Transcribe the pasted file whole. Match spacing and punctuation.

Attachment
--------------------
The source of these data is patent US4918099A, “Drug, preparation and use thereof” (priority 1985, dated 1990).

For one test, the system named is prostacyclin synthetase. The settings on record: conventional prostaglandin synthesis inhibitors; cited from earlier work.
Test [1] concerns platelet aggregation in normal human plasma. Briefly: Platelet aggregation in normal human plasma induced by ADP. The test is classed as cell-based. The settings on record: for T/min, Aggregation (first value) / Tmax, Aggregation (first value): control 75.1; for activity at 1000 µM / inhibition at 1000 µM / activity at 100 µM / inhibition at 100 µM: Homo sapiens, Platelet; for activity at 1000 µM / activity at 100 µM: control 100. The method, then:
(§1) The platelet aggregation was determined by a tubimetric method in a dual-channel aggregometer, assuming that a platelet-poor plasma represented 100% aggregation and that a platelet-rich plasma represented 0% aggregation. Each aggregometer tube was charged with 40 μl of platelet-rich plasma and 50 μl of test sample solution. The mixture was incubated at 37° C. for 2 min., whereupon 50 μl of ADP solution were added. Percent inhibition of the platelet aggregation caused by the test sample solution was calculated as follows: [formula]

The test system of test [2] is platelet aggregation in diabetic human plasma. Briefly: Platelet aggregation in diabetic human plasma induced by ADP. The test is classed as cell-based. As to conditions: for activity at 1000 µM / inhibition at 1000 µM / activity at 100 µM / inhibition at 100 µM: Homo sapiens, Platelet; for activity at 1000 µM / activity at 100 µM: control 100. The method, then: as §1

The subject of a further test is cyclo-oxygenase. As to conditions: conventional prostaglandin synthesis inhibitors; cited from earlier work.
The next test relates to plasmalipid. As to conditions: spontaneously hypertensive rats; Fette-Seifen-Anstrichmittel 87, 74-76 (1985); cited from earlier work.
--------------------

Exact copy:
The source of these data is patent US4918099A, “Drug, preparation and use thereof” (priority 1985, dated 1990).

For one test, the system named is prostacyclin synthetase. The settings on record: conventional prostaglandin synthesis inhibitors; cited from earlier work.
Test [1] concerns platelet aggregation in normal human plasma. Briefly: Platelet aggregation in normal human plasma induced by ADP. The test is classed as cell-based. The settings on record: for T/min, Aggregation (first value) / Tmax, Aggregation (first value): control 75.1; for activity at 1000 µM / inhibition at 1000 µM / activity at 100 µM / inhibition at 100 µM: Homo sapiens, Platelet; for activity at 1000 µM / activity at 100 µM: control 100. The method, then:
(§1) The platelet aggregation was determined by a tubimetric method in a dual-channel aggregometer, assuming that a platelet-poor plasma represented 100% aggregation and that a platelet-rich plasma represented 0% aggregation. Each aggregometer tube was charged with 40 μl of platelet-rich plasma and 50 μl of test sample solution. The mixture was incubated at 37° C. for 2 min., whereupon 50 μl of ADP solution were added. Percent inhibition of the platelet aggregation caused by the test sample solution was calculated as follows: [formula]

The test system of test [2] is platelet aggregation in diabetic human plasma. Briefly: Platelet aggregation in diabetic human plasma induced by ADP. The test is classed as cell-based. As to conditions: for activity at 1000 µM / inhibition at 1000 µM / activity at 100 µM / inhibition at 100 µM: Homo sapiens, Platelet; for activity at 1000 µM / activity at 100 µM: control 100. The method, then: as §1

The subject of a further test is cyclo-oxygenase. As to conditions: conventional prostaglandin synthesis inhibitors; cited from earlier work.
The next test relates to plasmalipid. As to conditions: spontaneously hypertensive rats; Fette-Seifen-Anstrichmittel 87, 74-76 (1985); cited from earlier work.